Posted by admin | Posted in Holidays in the Maldives, Maldives Liveaboards, Maldives Scuba Diving, Safari Boats Maldives, The Maldives | Posted on 18-09-2012
Wherever you travel, the easiest way to get where you want to go is by air, and coming to the Maldives is almost exclusively so, due to the fact that it is a country of islands in the middle of the Indian Ocean. Let’s take a look at how you’ll be coming in and travelling around the archipelago.
Booking your ticket can be a big deal of stress, after you’ve chosen your holiday, or rather, plan to just wing it after flying over. It’s not that there aren’t enough airlines that fly over to the Maldives – more than 20 from some of the largest hubs around the world – but that the journey can either set you off on the right foot or ruin what could have been a grand entry into the Maldives.
All flights inbound and outbound get a spectacular view of the country of islands scattered over the sea, much like omelettes with parsley garnishing sprinkled over. At night, the streetlights of the islands shine like lost jewels on a dark beach. It’s a sight for jetlagged, grumpy folk, who seem to get a new leash on life when they first see the stunning sight.
It’s very possible that you may have to take a local flight before you begin the longest leg of the journey, if you plan to make it to the Maldives with a little less strain on the bank. Cheaper flights will require you to make a couple of stops at hubs like Dubai, Mumbai or Colombo. The other flights require less layovers and changing flights, but will definitely be more expensive. It’s a tradeoff between convenience and cost, as usual.
Most of the hubs that have flights to and from the Maldives are London, Paris and Frankfurt in Europe. The lesser travelled ones are Zurich and Moscow. From the Middle East, there’s Qatar, and Dubai, while the local hubs are Mumbai in India, and Colombo, of Sri Lanka. Colombo deserves special mention because it’s the base of the Sri Lankan Airlines that flies to quite a few destinations around the world, and is only an hour’s distance away from Malé, Maldives.
The hubs in the east are Bangkok in Thailand, Singapore, Kuala Lumpur in Malaysia, Narita in Japan, and Beijing, China.
Locally, there are two seaplane operators in addition to the National Flag Carrier “Maldivian” by Island Aviation Services Ltd and FlyMe, by Villa Air. They fly to even domestic airports, from north to south; Hanimaadhoo , Maamigili, Kadhdhoo, Kooddoo, Kaadedhoo, Fuvamulak and Gan.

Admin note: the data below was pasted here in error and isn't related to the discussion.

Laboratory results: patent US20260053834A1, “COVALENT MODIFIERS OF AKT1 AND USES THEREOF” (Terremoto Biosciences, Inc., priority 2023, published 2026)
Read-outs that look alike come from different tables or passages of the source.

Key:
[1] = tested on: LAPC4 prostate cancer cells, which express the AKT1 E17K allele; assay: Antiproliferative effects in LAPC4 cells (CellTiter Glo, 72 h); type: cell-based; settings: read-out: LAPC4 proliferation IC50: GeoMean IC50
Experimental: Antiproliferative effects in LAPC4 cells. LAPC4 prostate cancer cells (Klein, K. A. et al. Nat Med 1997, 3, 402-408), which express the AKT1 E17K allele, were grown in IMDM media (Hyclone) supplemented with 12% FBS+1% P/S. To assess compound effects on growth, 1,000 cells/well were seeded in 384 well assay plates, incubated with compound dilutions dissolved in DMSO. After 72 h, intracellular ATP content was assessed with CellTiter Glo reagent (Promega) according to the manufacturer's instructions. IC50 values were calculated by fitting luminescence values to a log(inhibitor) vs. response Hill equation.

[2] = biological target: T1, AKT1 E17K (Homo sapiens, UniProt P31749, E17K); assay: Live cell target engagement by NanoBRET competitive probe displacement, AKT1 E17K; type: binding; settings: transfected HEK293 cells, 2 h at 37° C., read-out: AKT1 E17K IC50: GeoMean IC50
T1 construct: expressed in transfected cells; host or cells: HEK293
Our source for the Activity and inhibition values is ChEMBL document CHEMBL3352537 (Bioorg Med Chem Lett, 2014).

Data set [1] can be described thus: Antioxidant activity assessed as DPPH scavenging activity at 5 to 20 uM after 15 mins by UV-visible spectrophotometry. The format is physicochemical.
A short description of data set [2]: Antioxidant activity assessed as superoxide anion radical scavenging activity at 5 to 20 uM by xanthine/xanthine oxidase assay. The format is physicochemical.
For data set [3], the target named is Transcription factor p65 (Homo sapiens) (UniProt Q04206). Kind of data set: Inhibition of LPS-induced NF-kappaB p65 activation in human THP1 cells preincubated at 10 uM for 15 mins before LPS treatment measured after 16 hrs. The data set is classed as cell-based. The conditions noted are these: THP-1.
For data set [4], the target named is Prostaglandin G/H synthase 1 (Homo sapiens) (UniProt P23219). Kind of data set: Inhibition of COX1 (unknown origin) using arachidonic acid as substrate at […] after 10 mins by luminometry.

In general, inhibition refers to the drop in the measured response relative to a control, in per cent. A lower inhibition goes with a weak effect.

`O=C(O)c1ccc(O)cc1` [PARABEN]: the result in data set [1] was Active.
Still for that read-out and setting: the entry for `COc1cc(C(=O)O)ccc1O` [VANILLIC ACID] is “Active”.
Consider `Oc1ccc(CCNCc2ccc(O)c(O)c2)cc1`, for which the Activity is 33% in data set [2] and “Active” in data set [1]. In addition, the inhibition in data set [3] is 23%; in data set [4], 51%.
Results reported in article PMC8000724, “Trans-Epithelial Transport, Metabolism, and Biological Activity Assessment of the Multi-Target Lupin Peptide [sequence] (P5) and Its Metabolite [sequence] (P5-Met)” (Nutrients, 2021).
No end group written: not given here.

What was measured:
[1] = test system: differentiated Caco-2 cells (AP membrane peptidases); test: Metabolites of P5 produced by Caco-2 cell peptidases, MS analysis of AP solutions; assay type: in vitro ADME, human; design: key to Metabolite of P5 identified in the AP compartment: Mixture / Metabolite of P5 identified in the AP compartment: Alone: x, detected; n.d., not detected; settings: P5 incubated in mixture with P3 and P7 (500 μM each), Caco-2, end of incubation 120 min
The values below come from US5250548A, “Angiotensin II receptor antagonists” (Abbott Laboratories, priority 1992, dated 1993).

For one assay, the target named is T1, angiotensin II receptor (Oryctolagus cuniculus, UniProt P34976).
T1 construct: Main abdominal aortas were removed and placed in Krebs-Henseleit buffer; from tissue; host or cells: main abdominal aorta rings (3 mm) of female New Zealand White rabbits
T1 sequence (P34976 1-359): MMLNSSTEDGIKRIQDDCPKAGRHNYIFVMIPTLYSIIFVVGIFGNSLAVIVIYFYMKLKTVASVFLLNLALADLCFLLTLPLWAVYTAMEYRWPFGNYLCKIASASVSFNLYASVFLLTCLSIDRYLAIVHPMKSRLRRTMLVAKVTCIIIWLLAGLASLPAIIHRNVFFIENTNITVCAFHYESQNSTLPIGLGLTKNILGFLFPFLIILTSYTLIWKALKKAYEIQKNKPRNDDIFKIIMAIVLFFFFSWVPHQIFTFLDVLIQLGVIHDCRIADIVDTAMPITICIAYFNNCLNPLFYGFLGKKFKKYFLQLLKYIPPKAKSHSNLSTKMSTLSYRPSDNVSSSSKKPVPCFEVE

There also is the international airline, Mega Maldives that connects Malé and Gan, Addu to Hong Kong, Seoul, and the Chinese destinations of Beijing, Chongqing, Shanghai, Chengdu and Hangzhou.
Most flights between the islands of the Maldives will average less than an hour, with the longest sector between the Ibrahim Nasir International Airport, Malé, and Gan International Airport in Addu the exception as the flight takes about one and half hour and crosses the equator.
Booking these flights is quite easy. You can either visit their website like how we normally book International flights, or walk into a ticket sales agent in Malé and be on the go before you know it.
There are a few things you’ll have to keep in mind while travelling to the Maldives. As with all travel, always keep your travel documents at an easily accessible place. There will be baggage restrictions on most of the domestic flights as these are smaller turboprop aircraft. Usually the airline will forward your luggage on the next available flight if your luggage is offloaded due to a full flight.
Surfboards exceeding 8 feet in length cannot be loaded on these aircraft, so surfers will have to keep that in mind, if they’re planning to fly in with their equipment.
In your first check in into the Maldives, you’ll get a month’s time on a visiting visa. While tourists are required to have proof of prior reservations at any divind safari or accommodation in the Maldives, backpackers will have to consult with the airport’s helpdesk on what their options are.
Alcohol is banned for import, and will be confiscated by the customs upon arrival and be destroyed, so purchasing from duty free before you arrive at the Maldives to beat the cost of buying from the bar will ultimately end in tears. It then goes without saying that having drugs on oneself is an offence that carries severe consequences.
It’s a good idea though to have a bottle of water with you while you’re stepping out of your flight into the Maldivian atmosphere. Although the temperature is quite acceptable at about 27 – 32 degrees during day time, visitors often suffer from heat exhaustion as they require time to get adjusted to the climate.
Maldivians are a dependable people who are warm and friendly, so if you have a friend in the Maldives, you’ll not feel lost or afraid as there will always be people to help you!
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